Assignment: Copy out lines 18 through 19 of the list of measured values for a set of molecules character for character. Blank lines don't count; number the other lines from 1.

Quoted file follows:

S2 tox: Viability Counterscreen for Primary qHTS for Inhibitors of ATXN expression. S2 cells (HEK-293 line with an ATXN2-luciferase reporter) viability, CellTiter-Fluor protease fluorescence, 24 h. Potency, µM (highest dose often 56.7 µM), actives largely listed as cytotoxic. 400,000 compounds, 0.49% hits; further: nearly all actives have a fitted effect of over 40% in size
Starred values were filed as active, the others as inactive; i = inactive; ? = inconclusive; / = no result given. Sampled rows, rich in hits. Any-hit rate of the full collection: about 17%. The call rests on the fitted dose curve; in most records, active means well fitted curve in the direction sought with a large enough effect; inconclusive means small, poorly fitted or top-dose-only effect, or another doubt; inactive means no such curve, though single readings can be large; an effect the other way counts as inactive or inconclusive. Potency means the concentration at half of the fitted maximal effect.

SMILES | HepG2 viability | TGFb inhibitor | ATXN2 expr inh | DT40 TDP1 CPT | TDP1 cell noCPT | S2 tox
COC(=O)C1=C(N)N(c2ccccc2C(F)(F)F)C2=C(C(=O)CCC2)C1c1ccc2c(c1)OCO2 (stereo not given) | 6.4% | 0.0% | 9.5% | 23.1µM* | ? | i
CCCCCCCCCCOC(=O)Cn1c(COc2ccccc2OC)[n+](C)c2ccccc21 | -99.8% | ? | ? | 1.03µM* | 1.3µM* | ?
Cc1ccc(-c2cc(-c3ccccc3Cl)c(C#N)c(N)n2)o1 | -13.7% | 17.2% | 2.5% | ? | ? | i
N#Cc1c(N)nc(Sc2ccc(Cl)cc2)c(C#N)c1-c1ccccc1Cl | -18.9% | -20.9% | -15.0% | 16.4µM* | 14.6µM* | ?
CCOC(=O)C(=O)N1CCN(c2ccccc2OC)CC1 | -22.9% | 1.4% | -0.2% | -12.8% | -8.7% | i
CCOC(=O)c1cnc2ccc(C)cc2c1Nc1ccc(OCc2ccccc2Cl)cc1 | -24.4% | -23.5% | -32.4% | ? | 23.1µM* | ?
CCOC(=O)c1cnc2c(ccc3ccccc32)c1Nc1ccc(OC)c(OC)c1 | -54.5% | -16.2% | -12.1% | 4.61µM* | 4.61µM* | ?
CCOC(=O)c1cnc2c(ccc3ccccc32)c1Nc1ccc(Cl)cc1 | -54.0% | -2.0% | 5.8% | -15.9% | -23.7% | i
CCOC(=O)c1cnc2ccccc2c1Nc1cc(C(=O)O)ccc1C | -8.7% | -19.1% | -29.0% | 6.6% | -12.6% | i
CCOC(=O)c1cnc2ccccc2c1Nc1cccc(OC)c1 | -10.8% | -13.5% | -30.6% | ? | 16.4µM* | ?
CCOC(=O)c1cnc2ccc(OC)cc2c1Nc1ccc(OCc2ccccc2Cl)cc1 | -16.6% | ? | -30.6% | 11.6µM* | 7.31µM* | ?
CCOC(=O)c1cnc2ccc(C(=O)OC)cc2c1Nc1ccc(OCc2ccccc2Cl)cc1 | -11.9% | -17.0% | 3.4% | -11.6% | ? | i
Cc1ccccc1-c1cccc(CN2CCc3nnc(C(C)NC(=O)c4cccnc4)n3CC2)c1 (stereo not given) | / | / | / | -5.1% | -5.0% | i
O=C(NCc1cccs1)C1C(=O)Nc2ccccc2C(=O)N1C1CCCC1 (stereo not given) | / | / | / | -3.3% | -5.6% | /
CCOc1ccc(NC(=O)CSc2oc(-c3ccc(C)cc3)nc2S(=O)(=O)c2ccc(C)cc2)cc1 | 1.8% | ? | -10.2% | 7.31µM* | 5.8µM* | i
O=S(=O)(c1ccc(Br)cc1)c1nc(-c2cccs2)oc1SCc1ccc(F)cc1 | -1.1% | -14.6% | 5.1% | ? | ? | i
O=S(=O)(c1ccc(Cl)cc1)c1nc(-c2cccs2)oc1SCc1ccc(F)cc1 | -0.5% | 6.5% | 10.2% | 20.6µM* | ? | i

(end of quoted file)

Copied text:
CCOc1ccc(NC(=O)CSc2oc(-c3ccc(C)cc3)nc2S(=O)(=O)c2ccc(C)cc2)cc1 | 1.8% | ? | -10.2% | 7.31µM* | 5.8µM* | i
O=S(=O)(c1ccc(Br)cc1)c1nc(-c2cccs2)oc1SCc1ccc(F)cc1 | -1.1% | -14.6% | 5.1% | ? | ? | i